Bishnu Prasad Timilsina, general secretary of the Forum for Protection of Consumer Rights-Nepal, said the two elections held in 2022 contributed majorly to inflationary pressure.
Traders decide the prices of goods on their own leading to a hike in prices by more than 300 percent, he said.
“With the government focussed more towards the election, it failed to provide relief to the people,” said Timilsina. “I think the economic strain on the general public will continue because I do not think the new government will be able to address the inflation issues.”
Rights activists say that the government is influenced by the traders and businessmen who contributed to their election campaigns thereby prioritising their demands over the needs of the public.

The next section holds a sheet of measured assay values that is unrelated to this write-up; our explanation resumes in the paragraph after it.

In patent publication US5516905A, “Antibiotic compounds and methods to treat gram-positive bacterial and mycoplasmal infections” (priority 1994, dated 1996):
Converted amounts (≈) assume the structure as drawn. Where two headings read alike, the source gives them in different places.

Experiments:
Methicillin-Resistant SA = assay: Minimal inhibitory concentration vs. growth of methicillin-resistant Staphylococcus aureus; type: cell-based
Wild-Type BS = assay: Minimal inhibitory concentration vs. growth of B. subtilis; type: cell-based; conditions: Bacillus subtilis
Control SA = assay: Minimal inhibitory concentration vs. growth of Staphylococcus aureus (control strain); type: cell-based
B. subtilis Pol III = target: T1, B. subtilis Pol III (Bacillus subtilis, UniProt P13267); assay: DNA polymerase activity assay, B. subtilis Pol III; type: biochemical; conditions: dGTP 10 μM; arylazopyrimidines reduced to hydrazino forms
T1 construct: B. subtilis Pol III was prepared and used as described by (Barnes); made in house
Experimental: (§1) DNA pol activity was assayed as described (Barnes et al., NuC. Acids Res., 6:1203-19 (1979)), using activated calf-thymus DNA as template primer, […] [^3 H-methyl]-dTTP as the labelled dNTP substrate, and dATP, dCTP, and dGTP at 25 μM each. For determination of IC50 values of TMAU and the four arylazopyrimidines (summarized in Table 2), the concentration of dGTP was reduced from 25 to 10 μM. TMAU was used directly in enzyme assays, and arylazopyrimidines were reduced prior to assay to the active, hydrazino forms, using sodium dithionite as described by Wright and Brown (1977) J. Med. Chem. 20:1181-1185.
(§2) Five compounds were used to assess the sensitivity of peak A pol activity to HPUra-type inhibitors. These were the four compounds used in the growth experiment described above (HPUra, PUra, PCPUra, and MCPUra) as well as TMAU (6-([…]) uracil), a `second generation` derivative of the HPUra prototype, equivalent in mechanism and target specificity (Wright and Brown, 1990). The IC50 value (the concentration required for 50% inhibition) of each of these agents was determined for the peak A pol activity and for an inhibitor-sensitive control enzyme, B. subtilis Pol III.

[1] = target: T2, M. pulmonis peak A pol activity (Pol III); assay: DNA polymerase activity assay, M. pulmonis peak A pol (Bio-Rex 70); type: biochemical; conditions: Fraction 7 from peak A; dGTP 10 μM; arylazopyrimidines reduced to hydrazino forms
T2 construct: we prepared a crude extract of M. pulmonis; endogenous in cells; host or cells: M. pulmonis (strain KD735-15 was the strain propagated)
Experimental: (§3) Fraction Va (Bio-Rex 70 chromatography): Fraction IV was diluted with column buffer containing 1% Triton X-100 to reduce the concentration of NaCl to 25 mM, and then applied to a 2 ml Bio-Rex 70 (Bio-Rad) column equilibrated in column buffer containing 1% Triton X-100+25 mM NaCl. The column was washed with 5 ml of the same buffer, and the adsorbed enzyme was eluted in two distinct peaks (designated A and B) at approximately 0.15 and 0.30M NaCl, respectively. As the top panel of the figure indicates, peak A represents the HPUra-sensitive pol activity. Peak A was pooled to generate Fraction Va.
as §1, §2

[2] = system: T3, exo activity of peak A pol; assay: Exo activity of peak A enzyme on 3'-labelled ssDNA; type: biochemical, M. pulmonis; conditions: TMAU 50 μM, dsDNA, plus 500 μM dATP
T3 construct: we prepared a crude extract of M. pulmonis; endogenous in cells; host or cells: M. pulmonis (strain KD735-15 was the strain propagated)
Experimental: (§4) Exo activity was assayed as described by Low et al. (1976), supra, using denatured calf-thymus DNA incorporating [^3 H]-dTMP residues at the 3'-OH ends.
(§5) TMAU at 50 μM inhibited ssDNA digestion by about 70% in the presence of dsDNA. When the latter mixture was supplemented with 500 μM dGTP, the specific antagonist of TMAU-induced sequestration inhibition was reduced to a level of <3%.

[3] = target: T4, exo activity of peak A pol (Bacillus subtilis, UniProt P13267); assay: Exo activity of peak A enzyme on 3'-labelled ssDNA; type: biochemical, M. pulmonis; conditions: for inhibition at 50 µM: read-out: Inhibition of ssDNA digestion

The government even failed to reduce the price of petroleum products despite the reduction in the international markets.
Since oil price affects the prices of other goods and services, it put further strain on families who were already running their households on a shoestring budget, Timilsina said.
The transportation fare also rose sharply in 2022.
The consumer price inflation of food and beverage remained at 7.38 percent in mid-November compared to 5.44 percent a year ago. The inflation on cereal grains and their products increased to 9.19 percent in mid-November compared to 2.08 percent a year ago.
The inflation on milk products and eggs increased to 9.33 percent compared to 3.11 percent during the review period while the price of spices increased to 5.39 percent compared to 1.53 percent a year ago.